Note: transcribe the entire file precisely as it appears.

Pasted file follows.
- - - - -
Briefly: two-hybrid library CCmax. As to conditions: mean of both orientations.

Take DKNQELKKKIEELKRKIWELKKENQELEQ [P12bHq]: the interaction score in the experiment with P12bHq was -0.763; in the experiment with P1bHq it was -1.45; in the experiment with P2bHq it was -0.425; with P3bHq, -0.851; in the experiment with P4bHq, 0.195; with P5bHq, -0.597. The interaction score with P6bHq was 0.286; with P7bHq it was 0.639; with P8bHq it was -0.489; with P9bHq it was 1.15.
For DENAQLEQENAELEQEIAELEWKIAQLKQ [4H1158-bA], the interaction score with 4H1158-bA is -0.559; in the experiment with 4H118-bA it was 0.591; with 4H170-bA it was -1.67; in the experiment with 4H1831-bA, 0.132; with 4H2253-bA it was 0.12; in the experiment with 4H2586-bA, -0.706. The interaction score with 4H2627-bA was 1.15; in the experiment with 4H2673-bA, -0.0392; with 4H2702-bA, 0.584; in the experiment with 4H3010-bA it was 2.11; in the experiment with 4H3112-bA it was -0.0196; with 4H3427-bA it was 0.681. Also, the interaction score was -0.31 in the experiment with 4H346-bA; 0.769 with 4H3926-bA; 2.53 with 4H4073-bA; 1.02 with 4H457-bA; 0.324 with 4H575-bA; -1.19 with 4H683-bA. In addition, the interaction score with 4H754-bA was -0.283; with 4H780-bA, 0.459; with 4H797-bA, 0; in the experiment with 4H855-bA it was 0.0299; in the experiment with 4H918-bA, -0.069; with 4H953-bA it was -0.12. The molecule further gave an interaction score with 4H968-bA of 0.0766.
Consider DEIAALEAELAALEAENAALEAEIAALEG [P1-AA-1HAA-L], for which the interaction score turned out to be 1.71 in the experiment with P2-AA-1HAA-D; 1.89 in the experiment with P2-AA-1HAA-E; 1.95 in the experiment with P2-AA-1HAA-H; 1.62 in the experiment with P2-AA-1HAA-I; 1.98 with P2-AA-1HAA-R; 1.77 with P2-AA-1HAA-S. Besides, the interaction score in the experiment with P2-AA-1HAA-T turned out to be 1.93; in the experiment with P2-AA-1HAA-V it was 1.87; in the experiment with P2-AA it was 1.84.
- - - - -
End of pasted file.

Briefly: two-hybrid library CCmax. As to conditions: mean of both orientations.

Take DKNQELKKKIEELKRKIWELKKENQELEQ [P12bHq]: the interaction score in the experiment with P12bHq was -0.763; in the experiment with P1bHq it was -1.45; in the experiment with P2bHq it was -0.425; with P3bHq, -0.851; in the experiment with P4bHq, 0.195; with P5bHq, -0.597. The interaction score with P6bHq was 0.286; with P7bHq it was 0.639; with P8bHq it was -0.489; with P9bHq it was 1.15.
For DENAQLEQENAELEQEIAELEWKIAQLKQ [4H1158-bA], the interaction score with 4H1158-bA is -0.559; in the experiment with 4H118-bA it was 0.591; with 4H170-bA it was -1.67; in the experiment with 4H1831-bA, 0.132; with 4H2253-bA it was 0.12; in the experiment with 4H2586-bA, -0.706. The interaction score with 4H2627-bA was 1.15; in the experiment with 4H2673-bA, -0.0392; with 4H2702-bA, 0.584; in the experiment with 4H3010-bA it was 2.11; in the experiment with 4H3112-bA it was -0.0196; with 4H3427-bA it was 0.681. Also, the interaction score was -0.31 in the experiment with 4H346-bA; 0.769 with 4H3926-bA; 2.53 with 4H4073-bA; 1.02 with 4H457-bA; 0.324 with 4H575-bA; -1.19 with 4H683-bA. In addition, the interaction score with 4H754-bA was -0.283; with 4H780-bA, 0.459; with 4H797-bA, 0; in the experiment with 4H855-bA it was 0.0299; in the experiment with 4H918-bA, -0.069; with 4H953-bA it was -0.12. The molecule further gave an interaction score with 4H968-bA of 0.0766.
Consider DEIAALEAELAALEAENAALEAEIAALEG [P1-AA-1HAA-L], for which the interaction score turned out to be 1.71 in the experiment with P2-AA-1HAA-D; 1.89 in the experiment with P2-AA-1HAA-E; 1.95 in the experiment with P2-AA-1HAA-H; 1.62 in the experiment with P2-AA-1HAA-I; 1.98 with P2-AA-1HAA-R; 1.77 with P2-AA-1HAA-S. Besides, the interaction score in the experiment with P2-AA-1HAA-T turned out to be 1.93; in the experiment with P2-AA-1HAA-V it was 1.87; in the experiment with P2-AA it was 1.84.